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It's time to get SAD: Self-destructing Awaitable Dialogs

straversi profile image Steven Traversi ・3 min read
const answer = await MyDialog.ask();
console.log(`The user clicked: ${answer}`);

Lately I've been using a self-contained Dialog component I made that:

⏱ Awaits user input.
🚿 Cleans itself up.
🌎 Can be requested from anywhere.

It provides an elegant solution to a common problem. You're deep in your app's UI hierarchy, and you need a user input. The user needs to confirm their purchase. Or they need to name their document before saving. And you need a dialog that somehow both (a) covers the whole app and (b) makes the user input available to the deep UI logic.

My solution's API is an async one-liner that you can await:

const answer = await MyDialog.ask();

It creates the dialog, returns the user's input, and removes the dialog. It's a joy to use.

If you want to jump straight to the full implementation, check out the simple solution or the extended solution.

The component

I'm going to make the dialog as a web component. This provides a couple of advantages:

  • The dialog's styles and markup are encapsulated. I won't affect other elements in the DOM, which is easy to do accidentally when reaching into a different part of my UI.
  • Web components are standardized, so I won't need any new dependencies, and the dialog will be compatible with other frameworks.
// Make a template with the markup for the dialog.
// The styles will only apply to these elements.
const template = document.createElement('template');
template.innerHTML = `
  <style>
    :host, #overlay { position: fixed; top: 0; left: 0; right: 0; bottom: 0; }
    #overlay { background: rgba(0,0,0,0.5); }
    #box { background: powderblue; width: 80%; max-width: 200px; position: absolute; left: 50%; top: 50%; transform: translate(-50%, -50%); padding: 10px; }
    #buttons { text-align: right; }
  </style>
  <div id="overlay"></div>
  <div id="box">
    <div>Do a thing?</div>
    <div style="text-align: right">
      <button id="yes">Yes</button>
      <button id="no">No</button>
    </div>
  </div>
`;

// Make and register the MyDialog class using the template.
class MyDialog extends HTMLElement {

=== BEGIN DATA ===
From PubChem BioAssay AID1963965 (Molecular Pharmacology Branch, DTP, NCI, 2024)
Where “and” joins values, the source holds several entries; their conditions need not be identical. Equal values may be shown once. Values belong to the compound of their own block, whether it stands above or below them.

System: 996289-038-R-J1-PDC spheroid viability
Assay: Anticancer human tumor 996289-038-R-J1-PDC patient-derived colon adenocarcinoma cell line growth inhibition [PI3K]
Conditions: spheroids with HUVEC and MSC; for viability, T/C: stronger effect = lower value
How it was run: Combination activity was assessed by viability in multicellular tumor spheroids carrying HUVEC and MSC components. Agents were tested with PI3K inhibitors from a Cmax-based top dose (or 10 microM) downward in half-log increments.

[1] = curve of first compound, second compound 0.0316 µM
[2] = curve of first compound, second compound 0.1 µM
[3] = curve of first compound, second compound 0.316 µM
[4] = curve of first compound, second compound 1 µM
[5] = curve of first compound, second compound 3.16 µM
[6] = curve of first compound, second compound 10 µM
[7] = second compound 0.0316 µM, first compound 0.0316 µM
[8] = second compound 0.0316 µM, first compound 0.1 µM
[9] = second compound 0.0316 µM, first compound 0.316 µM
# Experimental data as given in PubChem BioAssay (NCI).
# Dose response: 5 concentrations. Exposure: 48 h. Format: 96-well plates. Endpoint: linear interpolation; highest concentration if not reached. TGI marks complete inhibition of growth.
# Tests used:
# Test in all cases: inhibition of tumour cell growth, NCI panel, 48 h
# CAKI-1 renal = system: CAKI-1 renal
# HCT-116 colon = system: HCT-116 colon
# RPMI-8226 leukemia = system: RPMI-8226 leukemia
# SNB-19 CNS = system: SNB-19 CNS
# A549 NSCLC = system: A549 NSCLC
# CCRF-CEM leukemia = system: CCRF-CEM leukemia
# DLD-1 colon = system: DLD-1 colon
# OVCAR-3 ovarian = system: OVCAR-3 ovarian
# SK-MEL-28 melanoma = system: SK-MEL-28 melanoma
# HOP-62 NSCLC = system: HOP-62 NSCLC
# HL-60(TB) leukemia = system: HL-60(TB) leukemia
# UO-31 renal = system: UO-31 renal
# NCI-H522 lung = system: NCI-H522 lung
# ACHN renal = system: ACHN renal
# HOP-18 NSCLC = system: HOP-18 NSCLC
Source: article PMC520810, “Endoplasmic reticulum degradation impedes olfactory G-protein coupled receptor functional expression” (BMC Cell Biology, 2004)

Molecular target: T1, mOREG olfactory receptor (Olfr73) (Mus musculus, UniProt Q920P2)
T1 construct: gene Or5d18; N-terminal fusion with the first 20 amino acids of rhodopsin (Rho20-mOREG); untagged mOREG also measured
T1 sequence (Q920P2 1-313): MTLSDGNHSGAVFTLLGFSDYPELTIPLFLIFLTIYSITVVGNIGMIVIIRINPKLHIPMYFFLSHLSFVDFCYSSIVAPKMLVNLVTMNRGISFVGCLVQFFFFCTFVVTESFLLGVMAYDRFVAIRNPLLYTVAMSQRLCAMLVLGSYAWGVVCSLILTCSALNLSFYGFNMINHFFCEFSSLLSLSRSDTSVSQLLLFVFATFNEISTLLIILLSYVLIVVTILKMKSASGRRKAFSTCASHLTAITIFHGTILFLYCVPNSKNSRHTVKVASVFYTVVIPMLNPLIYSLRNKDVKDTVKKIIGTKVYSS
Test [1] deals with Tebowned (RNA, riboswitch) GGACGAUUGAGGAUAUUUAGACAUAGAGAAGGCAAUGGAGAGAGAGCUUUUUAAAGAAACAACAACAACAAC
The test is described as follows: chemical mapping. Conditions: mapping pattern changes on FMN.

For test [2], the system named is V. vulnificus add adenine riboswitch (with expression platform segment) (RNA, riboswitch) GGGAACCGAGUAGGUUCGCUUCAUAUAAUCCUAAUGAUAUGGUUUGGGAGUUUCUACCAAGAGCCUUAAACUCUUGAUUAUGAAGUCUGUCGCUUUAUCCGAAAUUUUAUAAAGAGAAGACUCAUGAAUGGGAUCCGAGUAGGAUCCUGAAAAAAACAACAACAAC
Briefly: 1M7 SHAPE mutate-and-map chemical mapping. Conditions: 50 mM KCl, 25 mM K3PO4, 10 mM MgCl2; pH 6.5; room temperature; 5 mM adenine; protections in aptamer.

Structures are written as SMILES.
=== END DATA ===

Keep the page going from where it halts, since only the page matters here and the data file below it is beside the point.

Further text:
constructor() {
    super();
    this.attachShadow({mode: 'open'});
    this.shadowRoot.appendChild(template.content.cloneNode(true));
  }
}
customElements.define('my-dialog', MyDialog);

Now we can attach a <my-dialog> to the document body without worrying about accidentally applying styles to other elements.

The user input

We'll add the 'self-destructing', and 'awaitable'-ness in a static method on this class.

Here's the signature of the method we'll be working in:

class MyDialog extends HTMLElement {
  // We'll be filling in this method.
  static async ask() { }
}

The rest of the code will go in the ask method.

First, we should ensure my-dialog has been registered as a custom element. Once that's been established, let's proceed with creating a my-dialog element and adding it to the DOM. I put it in the body, but we could give the developer more control by parameterizing the parent element.

await customElements.whenDefined('my-dialog');
const dialog = document.createElement('my-dialog');
document.body.prepend(dialog);

Now, let's get references to the input targets we want to listen for. These grab the "yes" and "no" buttons in the Dialog.

const yes = dialog.shadowRoot.querySelector('#yes');
const no = dialog.shadowRoot.querySelector('#no');

Now, construct a Promise that resolves once a 'Yes' or 'No' button is clicked. Take this opportunity to remove the dialog instance as well.

return new Promise(resolve => {
  yes.addEventListener('click', () => {
    document.body.removeChild(dialog);
    resolve('yes');
  });
  no.addEventListener('click', () => {
    document.body.removeChild(dialog);
    resolve('no');
  });
});

And there you have it. You can now say

await MyDialog.ask();

anywhere in your UI logic.

Extension

I've implemented the self-destructing awaitable dialog, along with some extensions, in this glitch.me demo. The following extension ideas are included in the implementation. Check it out!

More resolution states

Usually when the user clicks outside of the dialog box, the dialog closes. In this case, we could reject the promise with the reasoning "user cancelled". keydown listeners could also be added that resolve the promise in predictable manners.

disconnectedCallback

What would happen if the my-dialog DOM node is removed by some other part of our program? The promise never resolves. To handle this, add a disconnectedCallback that fires a CustomEvent. Add a listener for that event in the promise, and reject if received.

Discussion (1)

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maxart2501 profile image
Massimo Artizzu

Nice and easy. This basically mimicks the old window.confirm modal dialog.
But what about extending HTMLDialogElement instead? Granted, it's not available in Safari...